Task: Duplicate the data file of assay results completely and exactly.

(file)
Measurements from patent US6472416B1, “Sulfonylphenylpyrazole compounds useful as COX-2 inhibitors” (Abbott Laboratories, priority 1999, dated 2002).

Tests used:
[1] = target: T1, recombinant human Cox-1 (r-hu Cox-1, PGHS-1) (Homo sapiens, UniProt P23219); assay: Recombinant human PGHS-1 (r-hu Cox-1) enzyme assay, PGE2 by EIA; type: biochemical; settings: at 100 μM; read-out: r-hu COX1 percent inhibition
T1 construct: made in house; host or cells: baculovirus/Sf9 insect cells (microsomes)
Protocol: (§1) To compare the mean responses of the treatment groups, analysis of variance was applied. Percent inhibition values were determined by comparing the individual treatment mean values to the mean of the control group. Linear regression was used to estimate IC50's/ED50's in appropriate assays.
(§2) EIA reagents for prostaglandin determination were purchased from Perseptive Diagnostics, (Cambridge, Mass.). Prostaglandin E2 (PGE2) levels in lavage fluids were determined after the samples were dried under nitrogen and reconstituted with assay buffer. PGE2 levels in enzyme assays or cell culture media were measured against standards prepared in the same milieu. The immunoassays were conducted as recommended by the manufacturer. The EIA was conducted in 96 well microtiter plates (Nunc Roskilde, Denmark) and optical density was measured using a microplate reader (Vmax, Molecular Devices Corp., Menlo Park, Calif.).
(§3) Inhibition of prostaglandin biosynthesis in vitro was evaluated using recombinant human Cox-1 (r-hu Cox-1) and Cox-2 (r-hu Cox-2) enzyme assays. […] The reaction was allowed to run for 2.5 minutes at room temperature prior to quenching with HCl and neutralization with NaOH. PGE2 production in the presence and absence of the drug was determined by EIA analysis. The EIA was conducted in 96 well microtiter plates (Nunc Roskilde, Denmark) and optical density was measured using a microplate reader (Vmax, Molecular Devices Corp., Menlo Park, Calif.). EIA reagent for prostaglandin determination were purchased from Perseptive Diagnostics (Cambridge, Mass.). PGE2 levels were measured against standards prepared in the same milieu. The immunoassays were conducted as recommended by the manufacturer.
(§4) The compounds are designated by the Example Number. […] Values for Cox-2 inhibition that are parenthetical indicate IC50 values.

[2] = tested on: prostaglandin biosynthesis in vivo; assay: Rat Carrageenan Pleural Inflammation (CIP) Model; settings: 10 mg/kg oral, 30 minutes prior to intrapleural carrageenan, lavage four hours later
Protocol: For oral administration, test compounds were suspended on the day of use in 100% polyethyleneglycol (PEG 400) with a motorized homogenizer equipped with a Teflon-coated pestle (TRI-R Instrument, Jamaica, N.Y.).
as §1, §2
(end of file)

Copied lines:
Measurements from patent US6472416B1, “Sulfonylphenylpyrazole compounds useful as COX-2 inhibitors” (Abbott Laboratories, priority 1999, dated 2002).

Tests used:
[1] = target: T1, recombinant human Cox-1 (r-hu Cox-1, PGHS-1) (Homo sapiens, UniProt P23219); assay: Recombinant human PGHS-1 (r-hu Cox-1) enzyme assay, PGE2 by EIA; type: biochemical; settings: at 100 μM; read-out: r-hu COX1 percent inhibition
T1 construct: made in house; host or cells: baculovirus/Sf9 insect cells (microsomes)
Protocol: (§1) To compare the mean responses of the treatment groups, analysis of variance was applied. Percent inhibition values were determined by comparing the individual treatment mean values to the mean of the control group. Linear regression was used to estimate IC50's/ED50's in appropriate assays.
(§2) EIA reagents for prostaglandin determination were purchased from Perseptive Diagnostics, (Cambridge, Mass.). Prostaglandin E2 (PGE2) levels in lavage fluids were determined after the samples were dried under nitrogen and reconstituted with assay buffer. PGE2 levels in enzyme assays or cell culture media were measured against standards prepared in the same milieu. The immunoassays were conducted as recommended by the manufacturer. The EIA was conducted in 96 well microtiter plates (Nunc Roskilde, Denmark) and optical density was measured using a microplate reader (Vmax, Molecular Devices Corp., Menlo Park, Calif.).
(§3) Inhibition of prostaglandin biosynthesis in vitro was evaluated using recombinant human Cox-1 (r-hu Cox-1) and Cox-2 (r-hu Cox-2) enzyme assays. […] The reaction was allowed to run for 2.5 minutes at room temperature prior to quenching with HCl and neutralization with NaOH. PGE2 production in the presence and absence of the drug was determined by EIA analysis. The EIA was conducted in 96 well microtiter plates (Nunc Roskilde, Denmark) and optical density was measured using a microplate reader (Vmax, Molecular Devices Corp., Menlo Park, Calif.). EIA reagent for prostaglandin determination were purchased from Perseptive Diagnostics (Cambridge, Mass.). PGE2 levels were measured against standards prepared in the same milieu. The immunoassays were conducted as recommended by the manufacturer.
(§4) The compounds are designated by the Example Number. […] Values for Cox-2 inhibition that are parenthetical indicate IC50 values.

[2] = tested on: prostaglandin biosynthesis in vivo; assay: Rat Carrageenan Pleural Inflammation (CIP) Model; settings: 10 mg/kg oral, 30 minutes prior to intrapleural carrageenan, lavage four hours later
Protocol: For oral administration, test compounds were suspended on the day of use in 100% polyethyleneglycol (PEG 400) with a motorized homogenizer equipped with a Teflon-coated pestle (TRI-R Instrument, Jamaica, N.Y.).
as §1, §2